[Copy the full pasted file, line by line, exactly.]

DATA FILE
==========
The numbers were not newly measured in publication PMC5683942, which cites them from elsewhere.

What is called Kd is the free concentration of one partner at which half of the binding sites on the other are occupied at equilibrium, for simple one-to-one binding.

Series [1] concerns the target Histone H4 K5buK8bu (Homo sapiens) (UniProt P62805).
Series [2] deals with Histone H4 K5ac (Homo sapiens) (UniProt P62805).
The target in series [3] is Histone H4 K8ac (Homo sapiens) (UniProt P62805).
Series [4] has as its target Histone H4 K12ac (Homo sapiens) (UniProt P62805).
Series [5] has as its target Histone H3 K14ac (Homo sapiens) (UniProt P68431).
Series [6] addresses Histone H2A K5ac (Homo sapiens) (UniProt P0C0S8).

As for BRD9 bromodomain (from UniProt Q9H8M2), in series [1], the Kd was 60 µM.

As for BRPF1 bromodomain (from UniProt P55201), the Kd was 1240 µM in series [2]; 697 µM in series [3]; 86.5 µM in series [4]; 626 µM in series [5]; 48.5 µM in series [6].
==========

The numbers were not newly measured in publication PMC5683942, which cites them from elsewhere.

What is called Kd is the free concentration of one partner at which half of the binding sites on the other are occupied at equilibrium, for simple one-to-one binding.

Series [1] concerns the target Histone H4 K5buK8bu (Homo sapiens) (UniProt P62805).
Series [2] deals with Histone H4 K5ac (Homo sapiens) (UniProt P62805).
The target in series [3] is Histone H4 K8ac (Homo sapiens) (UniProt P62805).
Series [4] has as its target Histone H4 K12ac (Homo sapiens) (UniProt P62805).
Series [5] has as its target Histone H3 K14ac (Homo sapiens) (UniProt P68431).
Series [6] addresses Histone H2A K5ac (Homo sapiens) (UniProt P0C0S8).

As for BRD9 bromodomain (from UniProt Q9H8M2), in series [1], the Kd was 60 µM.

As for BRPF1 bromodomain (from UniProt P55201), the Kd was 1240 µM in series [2]; 697 µM in series [3]; 86.5 µM in series [4]; 626 µM in series [5]; 48.5 µM in series [6].